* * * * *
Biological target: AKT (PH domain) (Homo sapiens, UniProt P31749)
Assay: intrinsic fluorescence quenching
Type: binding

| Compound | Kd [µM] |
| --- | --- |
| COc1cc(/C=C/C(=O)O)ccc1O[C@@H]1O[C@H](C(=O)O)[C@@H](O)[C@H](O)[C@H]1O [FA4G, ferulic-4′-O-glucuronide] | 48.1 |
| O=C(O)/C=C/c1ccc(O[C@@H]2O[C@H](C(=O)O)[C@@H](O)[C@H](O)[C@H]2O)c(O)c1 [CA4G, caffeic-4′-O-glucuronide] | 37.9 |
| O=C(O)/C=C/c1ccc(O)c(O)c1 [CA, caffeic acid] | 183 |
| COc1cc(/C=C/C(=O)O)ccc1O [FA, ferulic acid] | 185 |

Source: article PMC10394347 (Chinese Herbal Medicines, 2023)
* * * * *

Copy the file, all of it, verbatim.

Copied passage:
Biological target: AKT (PH domain) (Homo sapiens, UniProt P31749)
Assay: intrinsic fluorescence quenching
Type: binding

| Compound | Kd [µM] |
| --- | --- |
| COc1cc(/C=C/C(=O)O)ccc1O[C@@H]1O[C@H](C(=O)O)[C@@H](O)[C@H](O)[C@H]1O [FA4G, ferulic-4′-O-glucuronide] | 48.1 |
| O=C(O)/C=C/c1ccc(O[C@@H]2O[C@H](C(=O)O)[C@@H](O)[C@H](O)[C@H]2O)c(O)c1 [CA4G, caffeic-4′-O-glucuronide] | 37.9 |
| O=C(O)/C=C/c1ccc(O)c(O)c1 [CA, caffeic acid] | 183 |
| COc1cc(/C=C/C(=O)O)ccc1O [FA, ferulic acid] | 185 |

Source: article PMC10394347 (Chinese Herbal Medicines, 2023)